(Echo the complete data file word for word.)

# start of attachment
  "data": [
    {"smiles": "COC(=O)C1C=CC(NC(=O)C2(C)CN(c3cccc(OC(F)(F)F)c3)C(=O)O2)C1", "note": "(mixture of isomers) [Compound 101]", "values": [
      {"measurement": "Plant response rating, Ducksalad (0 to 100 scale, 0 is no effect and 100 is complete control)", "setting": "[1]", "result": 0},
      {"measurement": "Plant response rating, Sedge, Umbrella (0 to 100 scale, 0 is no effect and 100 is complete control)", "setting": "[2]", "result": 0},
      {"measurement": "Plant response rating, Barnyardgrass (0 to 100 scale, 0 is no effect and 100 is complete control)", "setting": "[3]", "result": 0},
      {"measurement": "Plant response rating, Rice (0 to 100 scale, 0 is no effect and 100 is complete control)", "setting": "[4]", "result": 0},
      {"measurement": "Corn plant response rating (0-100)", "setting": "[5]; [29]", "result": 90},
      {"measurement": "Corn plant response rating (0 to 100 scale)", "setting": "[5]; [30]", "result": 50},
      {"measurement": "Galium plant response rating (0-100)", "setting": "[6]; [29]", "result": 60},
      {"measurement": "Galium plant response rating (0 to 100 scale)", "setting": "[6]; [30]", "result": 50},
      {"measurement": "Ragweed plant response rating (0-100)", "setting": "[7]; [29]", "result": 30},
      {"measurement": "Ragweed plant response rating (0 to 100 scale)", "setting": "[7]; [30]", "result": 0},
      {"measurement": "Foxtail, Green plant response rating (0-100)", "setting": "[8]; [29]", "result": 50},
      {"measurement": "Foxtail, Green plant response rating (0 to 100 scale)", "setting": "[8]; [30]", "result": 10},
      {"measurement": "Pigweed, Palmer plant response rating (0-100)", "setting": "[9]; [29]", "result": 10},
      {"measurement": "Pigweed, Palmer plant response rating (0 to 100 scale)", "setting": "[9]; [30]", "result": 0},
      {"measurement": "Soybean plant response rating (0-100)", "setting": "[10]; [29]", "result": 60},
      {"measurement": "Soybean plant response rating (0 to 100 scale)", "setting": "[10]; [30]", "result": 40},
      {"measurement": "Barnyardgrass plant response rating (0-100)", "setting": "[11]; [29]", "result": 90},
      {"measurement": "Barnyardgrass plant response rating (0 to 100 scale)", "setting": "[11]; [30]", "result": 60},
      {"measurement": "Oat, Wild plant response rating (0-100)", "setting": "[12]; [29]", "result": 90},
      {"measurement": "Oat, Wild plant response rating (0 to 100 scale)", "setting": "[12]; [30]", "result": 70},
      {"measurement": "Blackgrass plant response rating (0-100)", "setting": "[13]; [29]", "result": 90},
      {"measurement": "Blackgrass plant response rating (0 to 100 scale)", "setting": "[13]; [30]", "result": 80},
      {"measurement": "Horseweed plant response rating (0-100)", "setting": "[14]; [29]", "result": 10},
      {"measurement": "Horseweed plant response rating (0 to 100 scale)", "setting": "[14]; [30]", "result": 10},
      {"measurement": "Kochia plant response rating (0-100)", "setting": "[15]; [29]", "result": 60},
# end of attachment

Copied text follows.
  "data": [
    {"smiles": "COC(=O)C1C=CC(NC(=O)C2(C)CN(c3cccc(OC(F)(F)F)c3)C(=O)O2)C1", "note": "(mixture of isomers) [Compound 101]", "values": [
      {"measurement": "Plant response rating, Ducksalad (0 to 100 scale, 0 is no effect and 100 is complete control)", "setting": "[1]", "result": 0},
      {"measurement": "Plant response rating, Sedge, Umbrella (0 to 100 scale, 0 is no effect and 100 is complete control)", "setting": "[2]", "result": 0},
      {"measurement": "Plant response rating, Barnyardgrass (0 to 100 scale, 0 is no effect and 100 is complete control)", "setting": "[3]", "result": 0},
      {"measurement": "Plant response rating, Rice (0 to 100 scale, 0 is no effect and 100 is complete control)", "setting": "[4]", "result": 0},
      {"measurement": "Corn plant response rating (0-100)", "setting": "[5]; [29]", "result": 90},
      {"measurement": "Corn plant response rating (0 to 100 scale)", "setting": "[5]; [30]", "result": 50},
      {"measurement": "Galium plant response rating (0-100)", "setting": "[6]; [29]", "result": 60},
      {"measurement": "Galium plant response rating (0 to 100 scale)", "setting": "[6]; [30]", "result": 50},
      {"measurement": "Ragweed plant response rating (0-100)", "setting": "[7]; [29]", "result": 30},
      {"measurement": "Ragweed plant response rating (0 to 100 scale)", "setting": "[7]; [30]", "result": 0},
      {"measurement": "Foxtail, Green plant response rating (0-100)", "setting": "[8]; [29]", "result": 50},
      {"measurement": "Foxtail, Green plant response rating (0 to 100 scale)", "setting": "[8]; [30]", "result": 10},
      {"measurement": "Pigweed, Palmer plant response rating (0-100)", "setting": "[9]; [29]", "result": 10},
      {"measurement": "Pigweed, Palmer plant response rating (0 to 100 scale)", "setting": "[9]; [30]", "result": 0},
      {"measurement": "Soybean plant response rating (0-100)", "setting": "[10]; [29]", "result": 60},
      {"measurement": "Soybean plant response rating (0 to 100 scale)", "setting": "[10]; [30]", "result": 40},
      {"measurement": "Barnyardgrass plant response rating (0-100)", "setting": "[11]; [29]", "result": 90},
      {"measurement": "Barnyardgrass plant response rating (0 to 100 scale)", "setting": "[11]; [30]", "result": 60},
      {"measurement": "Oat, Wild plant response rating (0-100)", "setting": "[12]; [29]", "result": 90},
      {"measurement": "Oat, Wild plant response rating (0 to 100 scale)", "setting": "[12]; [30]", "result": 70},
      {"measurement": "Blackgrass plant response rating (0-100)", "setting": "[13]; [29]", "result": 90},
      {"measurement": "Blackgrass plant response rating (0 to 100 scale)", "setting": "[13]; [30]", "result": 80},
      {"measurement": "Horseweed plant response rating (0-100)", "setting": "[14]; [29]", "result": 10},
      {"measurement": "Horseweed plant response rating (0 to 100 scale)", "setting": "[14]; [30]", "result": 10},
      {"measurement": "Kochia plant response rating (0-100)", "setting": "[15]; [29]", "result": 60},